Editor's Note: This is the first of two question-and-answer features with Durham mayoral candidates. Next week, the Indy will feature incumbent Bill Bell.
- Thomas Stith
It's clear to anyone who walks through downtown Durham's clouds of dust and construction clamor that developers and city crews are in the process of recreating the city center. Downtown will soon be a modern, polished hub of brick and glass—the new face of a city known for its universities and hospitals—a place, as Durham's slogan promises, "where great things happen."
The other manufacturers of Durham's image are perhaps the gangsters running in the streets on the East Side, and the leaders in City Hall, who in the past several years have presided over one bungle after another. The police department botched the investigation of the Duke lacrosse case, the extent to which we should learn soon when an investigating panel releases its report. Officials at the water department concealed information about lead and other contaminants in our drinking water. And a city dump, operating without a permit, spontaneously burst into flames, spewing a smoky haze that lingered in the sky for days.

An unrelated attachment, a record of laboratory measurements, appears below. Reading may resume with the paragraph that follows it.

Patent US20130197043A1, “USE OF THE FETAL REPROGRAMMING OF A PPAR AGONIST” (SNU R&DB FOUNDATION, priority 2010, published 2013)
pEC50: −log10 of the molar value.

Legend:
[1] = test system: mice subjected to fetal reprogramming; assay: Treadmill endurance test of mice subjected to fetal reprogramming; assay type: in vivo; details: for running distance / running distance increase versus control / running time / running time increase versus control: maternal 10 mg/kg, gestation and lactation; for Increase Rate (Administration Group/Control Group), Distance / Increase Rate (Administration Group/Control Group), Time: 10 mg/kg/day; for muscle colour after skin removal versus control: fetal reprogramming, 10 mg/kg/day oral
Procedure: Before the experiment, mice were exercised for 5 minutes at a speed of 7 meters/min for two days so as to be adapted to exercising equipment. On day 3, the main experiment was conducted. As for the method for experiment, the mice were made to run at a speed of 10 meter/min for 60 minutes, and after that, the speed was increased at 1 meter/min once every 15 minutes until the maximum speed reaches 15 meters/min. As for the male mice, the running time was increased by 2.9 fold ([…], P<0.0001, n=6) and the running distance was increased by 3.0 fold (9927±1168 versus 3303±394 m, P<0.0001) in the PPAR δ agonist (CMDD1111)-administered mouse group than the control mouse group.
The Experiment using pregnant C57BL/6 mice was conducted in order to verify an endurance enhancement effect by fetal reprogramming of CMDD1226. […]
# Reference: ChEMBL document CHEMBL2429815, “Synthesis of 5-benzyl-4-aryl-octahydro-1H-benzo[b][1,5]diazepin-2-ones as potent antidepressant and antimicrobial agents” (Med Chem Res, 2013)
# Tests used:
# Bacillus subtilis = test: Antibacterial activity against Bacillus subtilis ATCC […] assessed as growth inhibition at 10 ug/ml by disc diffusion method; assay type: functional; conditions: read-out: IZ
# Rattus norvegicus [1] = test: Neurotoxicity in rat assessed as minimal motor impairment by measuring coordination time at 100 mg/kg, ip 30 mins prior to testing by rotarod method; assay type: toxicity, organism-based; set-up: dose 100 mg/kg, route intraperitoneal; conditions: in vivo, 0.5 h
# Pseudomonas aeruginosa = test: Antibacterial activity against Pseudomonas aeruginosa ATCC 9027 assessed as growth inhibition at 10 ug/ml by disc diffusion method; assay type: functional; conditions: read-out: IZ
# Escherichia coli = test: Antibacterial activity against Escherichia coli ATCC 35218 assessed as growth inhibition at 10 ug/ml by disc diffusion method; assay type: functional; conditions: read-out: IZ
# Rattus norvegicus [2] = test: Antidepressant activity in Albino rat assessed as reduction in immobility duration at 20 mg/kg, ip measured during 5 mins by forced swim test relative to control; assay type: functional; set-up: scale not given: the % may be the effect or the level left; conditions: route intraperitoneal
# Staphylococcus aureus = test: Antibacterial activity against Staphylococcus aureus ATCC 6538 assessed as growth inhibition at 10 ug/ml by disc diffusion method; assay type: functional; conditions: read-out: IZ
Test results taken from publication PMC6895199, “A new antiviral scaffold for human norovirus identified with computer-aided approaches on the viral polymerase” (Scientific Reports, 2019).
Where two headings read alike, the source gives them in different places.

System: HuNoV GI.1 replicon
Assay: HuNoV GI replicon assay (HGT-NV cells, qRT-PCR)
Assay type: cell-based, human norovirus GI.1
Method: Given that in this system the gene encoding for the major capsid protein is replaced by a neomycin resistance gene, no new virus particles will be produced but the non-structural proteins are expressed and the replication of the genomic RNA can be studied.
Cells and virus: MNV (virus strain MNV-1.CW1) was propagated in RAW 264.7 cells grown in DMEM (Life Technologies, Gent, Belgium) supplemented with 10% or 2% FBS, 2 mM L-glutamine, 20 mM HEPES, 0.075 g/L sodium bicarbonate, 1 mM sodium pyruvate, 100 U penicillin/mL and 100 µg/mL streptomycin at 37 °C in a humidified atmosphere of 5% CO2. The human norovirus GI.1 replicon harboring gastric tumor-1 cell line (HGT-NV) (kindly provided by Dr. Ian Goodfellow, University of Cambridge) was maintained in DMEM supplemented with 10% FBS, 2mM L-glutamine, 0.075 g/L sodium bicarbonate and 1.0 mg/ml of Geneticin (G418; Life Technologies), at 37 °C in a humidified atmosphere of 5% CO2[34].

When City Council member Thomas Stith declared his mayoral candidacy in July, we were guaranteed a campaign in which Durham's best and worst would be placed in stark relief. Stith, a conservative (he resigned as vice president of the John Pope Civitas Institute before declaring his candidacy) on a mostly liberal council, is known for his outspoken criticism of local government. He called for an outside audit of city administration in March. And not much has changed since.
You often hear Durham politicians talk about the city's image problem. How much of what we see happening in Durham is related to image and how much is incompetence on the part of public officials?
It's a combination of both. Clearly there are some challenges within the city administration. If you look over the past year, we've had several issues that resulted in my calling for an independent performance audit. You look at our yard waste facility operating [without a license] for two years and then burning for several weeks. You look at our ability to respond to the threat of lead in our water in our homes and not properly notifying the citizens. Look at our crime issue.